In this issue

Jonathan Tobin: Defending the Right to a Jewish State

Heather Hale: Compliment your kids without giving them big heads

Megan Shauri: 10 ways you are ruining your own happiness

Carolyn Bigda: 8 Best Dividend Stocks for 2015

Kiplinger's Personal Finance editors: 7 Things You Didn't Know About Paying Off Student Loans

Samantha Olson: The Crucial Mistake 55% Of Parents Are Making At Their Baby's Bedtime

Densie Well, Ph.D., R.D. Open your eyes to yellow vegetables

The Kosher Gourmet by Megan Gordon With its colorful cache of purples and oranges and reds, COLLARD GREEN SLAW is a marvelous mood booster --- not to mention just downright delish
April 18, 2014

Rabbi Yonason Goldson: Clarifying one of the greatest philosophical conundrums in theology

Caroline B. Glick: The disappearance of US will

Megan Wallgren: 10 things I've learned from my teenagers

Lizette Borreli: Green Tea Boosts Brain Power, May Help Treat Dementia

John Ericson: Trying hard to be 'positive' but never succeeding? Blame Your Brain

The Kosher Gourmet by Julie Rothman Almondy, flourless torta del re (Italian king's cake), has royal roots, is simple to make, . . . but devour it because it's simply delicious

April 14, 2014

Rabbi Dr Naftali Brawer: Passover frees us from the tyranny of time

Greg Crosby: Passing Over Religion

Eric Schulzke: First degree: How America really recovered from a murder epidemic

Georgia Lee: When love is not enough: Teaching your kids about the realities of adult relationships

Cameron Huddleston: Freebies for Your Lawn and Garden

Gordon Pape: How you can tell if your financial adviser is setting you up for potential ruin

Dana Dovey: Up to 500,000 people die each year from hepatitis C-related liver disease. New Treatment Has Over 90% Success Rate

Justin Caba: Eating Watermelon Can Help Control High Blood Pressure

The Kosher Gourmet by Joshua E. London and Lou Marmon Don't dare pass over these Pesach picks for Manischewitz!

April 11, 2014

Rabbi Hillel Goldberg: Silence is much more than golden

Caroline B. Glick: Forgetting freedom at Passover

Susan Swann: How to value a child for who he is, not just what he does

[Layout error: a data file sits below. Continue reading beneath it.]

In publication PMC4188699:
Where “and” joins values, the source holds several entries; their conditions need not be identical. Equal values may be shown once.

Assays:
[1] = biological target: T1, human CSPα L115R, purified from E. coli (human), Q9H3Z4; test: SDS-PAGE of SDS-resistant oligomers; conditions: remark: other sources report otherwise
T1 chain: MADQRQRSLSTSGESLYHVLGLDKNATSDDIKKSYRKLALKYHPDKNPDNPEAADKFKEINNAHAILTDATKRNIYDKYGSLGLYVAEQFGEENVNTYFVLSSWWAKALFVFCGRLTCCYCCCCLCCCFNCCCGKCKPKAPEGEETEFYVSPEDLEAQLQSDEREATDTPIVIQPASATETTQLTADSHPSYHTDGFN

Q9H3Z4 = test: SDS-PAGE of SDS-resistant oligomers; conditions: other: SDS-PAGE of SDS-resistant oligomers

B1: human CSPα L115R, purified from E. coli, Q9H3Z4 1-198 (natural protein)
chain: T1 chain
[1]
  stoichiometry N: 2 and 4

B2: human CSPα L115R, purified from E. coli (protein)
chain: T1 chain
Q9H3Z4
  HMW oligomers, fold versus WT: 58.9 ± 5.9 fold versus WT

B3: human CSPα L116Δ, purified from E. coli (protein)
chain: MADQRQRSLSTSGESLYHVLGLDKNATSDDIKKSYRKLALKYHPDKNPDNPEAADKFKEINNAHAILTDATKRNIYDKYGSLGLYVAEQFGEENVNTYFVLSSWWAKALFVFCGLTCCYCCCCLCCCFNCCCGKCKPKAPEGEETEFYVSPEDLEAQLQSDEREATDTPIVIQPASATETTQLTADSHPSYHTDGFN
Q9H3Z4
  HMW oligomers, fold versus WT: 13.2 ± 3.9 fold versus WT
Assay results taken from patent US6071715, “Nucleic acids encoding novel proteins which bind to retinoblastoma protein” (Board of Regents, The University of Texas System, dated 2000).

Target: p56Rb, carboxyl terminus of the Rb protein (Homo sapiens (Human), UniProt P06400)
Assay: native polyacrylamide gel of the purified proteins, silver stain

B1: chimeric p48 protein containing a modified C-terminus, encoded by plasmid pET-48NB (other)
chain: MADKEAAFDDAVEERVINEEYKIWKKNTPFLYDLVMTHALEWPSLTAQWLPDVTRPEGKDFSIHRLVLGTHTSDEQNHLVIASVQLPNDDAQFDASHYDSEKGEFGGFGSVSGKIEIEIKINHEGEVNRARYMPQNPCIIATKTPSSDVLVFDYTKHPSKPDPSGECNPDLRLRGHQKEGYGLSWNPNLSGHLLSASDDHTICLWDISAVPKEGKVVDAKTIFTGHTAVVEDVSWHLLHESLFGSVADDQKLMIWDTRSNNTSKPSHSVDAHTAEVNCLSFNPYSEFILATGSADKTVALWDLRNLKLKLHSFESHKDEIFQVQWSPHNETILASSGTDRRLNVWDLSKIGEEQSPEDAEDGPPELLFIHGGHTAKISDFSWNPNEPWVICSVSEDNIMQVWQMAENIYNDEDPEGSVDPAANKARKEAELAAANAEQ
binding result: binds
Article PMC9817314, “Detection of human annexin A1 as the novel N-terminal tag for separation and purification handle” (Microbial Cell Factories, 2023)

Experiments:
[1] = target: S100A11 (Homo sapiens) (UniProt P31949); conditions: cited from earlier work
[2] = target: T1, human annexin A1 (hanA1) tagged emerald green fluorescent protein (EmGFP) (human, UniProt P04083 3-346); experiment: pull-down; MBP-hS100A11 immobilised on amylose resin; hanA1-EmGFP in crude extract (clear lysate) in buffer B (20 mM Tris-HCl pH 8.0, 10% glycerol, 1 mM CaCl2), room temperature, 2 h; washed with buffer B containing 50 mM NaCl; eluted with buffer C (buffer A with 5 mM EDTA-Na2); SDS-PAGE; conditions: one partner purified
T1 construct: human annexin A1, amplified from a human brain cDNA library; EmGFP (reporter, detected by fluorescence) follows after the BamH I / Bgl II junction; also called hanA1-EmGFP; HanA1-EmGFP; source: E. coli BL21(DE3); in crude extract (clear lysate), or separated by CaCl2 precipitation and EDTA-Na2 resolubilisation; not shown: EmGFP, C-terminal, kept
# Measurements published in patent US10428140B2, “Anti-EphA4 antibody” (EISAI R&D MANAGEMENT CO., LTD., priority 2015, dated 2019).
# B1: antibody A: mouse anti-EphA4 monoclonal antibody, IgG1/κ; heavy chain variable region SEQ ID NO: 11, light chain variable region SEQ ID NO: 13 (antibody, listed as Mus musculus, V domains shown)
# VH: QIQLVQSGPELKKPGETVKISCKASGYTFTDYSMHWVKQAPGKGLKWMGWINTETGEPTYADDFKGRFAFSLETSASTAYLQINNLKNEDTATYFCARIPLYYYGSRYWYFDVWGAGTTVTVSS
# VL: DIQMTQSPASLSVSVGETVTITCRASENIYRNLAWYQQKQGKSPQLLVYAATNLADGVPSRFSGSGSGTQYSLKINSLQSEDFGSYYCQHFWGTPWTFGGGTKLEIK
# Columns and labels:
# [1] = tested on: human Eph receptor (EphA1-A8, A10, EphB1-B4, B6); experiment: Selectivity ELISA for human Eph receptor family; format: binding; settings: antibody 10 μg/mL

Cameron Huddleston: 7 Financial Tasks You Should Tackle Right Now

Sandra Block and Lisa Gerstner: How to Profit From Your Passion

Susan Scutti: A Simple Blood Test Might Soon Diagnose Cancer

Chris Weller: Have A Slow Metabolism? Let Science Speed It Up For You

The Kosher Gourmet by Diane Rossen Worthington Whitefish Terrine: A French take on gefilte fish

April 9, 2014

Jonathan Tobin: Why Did Kerry Lie About Israeli Blame?

Samuel G. Freedman: A resolution 70 years later for a father's unsettling legacy of ashes from Dachau

Jessica Ivins: A resolution 70 years later for a father's unsettling legacy of ashes from Dachau

Kim Giles: Asking for help is not weakness

Kathy Kristof and Barbara Hoch Marcus: 7 Great Growth Israeli Stocks

Matthew Mientka: How Beans, Peas, And Chickpeas Cleanse Bad Cholesterol and Lowers Risk of Heart Disease

Sabrina Bachai: 5 At-Home Treatments For Headaches

The Kosher Gourmet by Daniel Neman Have yourself a matzo ball: The secrets bubby never told you and recipes she could have never imagined

April 8, 2014

Lori Nawyn: At Your Wit's End and Back: Finding Peace

Susan B. Garland and Rachel L. Sheedy: Strategies Married Couples Can Use to Boost Benefits

David Muhlbaum: Smart Tax Deductions Non-Itemizers Can Claim

Jill Weisenberger, M.S., R.D.N., C.D.E : Before You Lose Your Mental Edge

Dana Dovey: Coffee Drinkers Rejoice! Your Cup Of Joe Can Prevent Death From Liver Disease

Chris Weller: Electric 'Thinking Cap' Puts Your Brain Power Into High Gear

The Kosher Gourmet by Marlene Parrish A gift of hazelnuts keeps giving --- for a variety of nutty recipes: Entree, side, soup, dessert

April 4, 2014

Rabbi David Gutterman: The Word for Nothing Means Everything

Charles Krauthammer: Kerry's folly, Chapter 3

Amy Peterson: A life of love: How to build lasting relationships with your children

John Ericson: Older Women: Save Your Heart, Prevent Stroke Don't Drink Diet

John Ericson: Why 50 million Americans will still have spring allergies after taking meds

Cameron Huddleston: Best and Worst Buys of April 2014

Stacy Rapacon: Great Mutual Funds for Young Investors

Sarah Boesveld: Teacher keeps promise to mail thousands of former students letters written by their past selves

The Kosher Gourmet by Sharon Thompson Anyone can make a salad, you say. But can they make a great salad? (SECRETS, TESTED TECHNIQUES + 4 RECIPES, INCLUDING DRESSINGS)

April 2, 2014

Paul Greenberg: Death and joy in the spring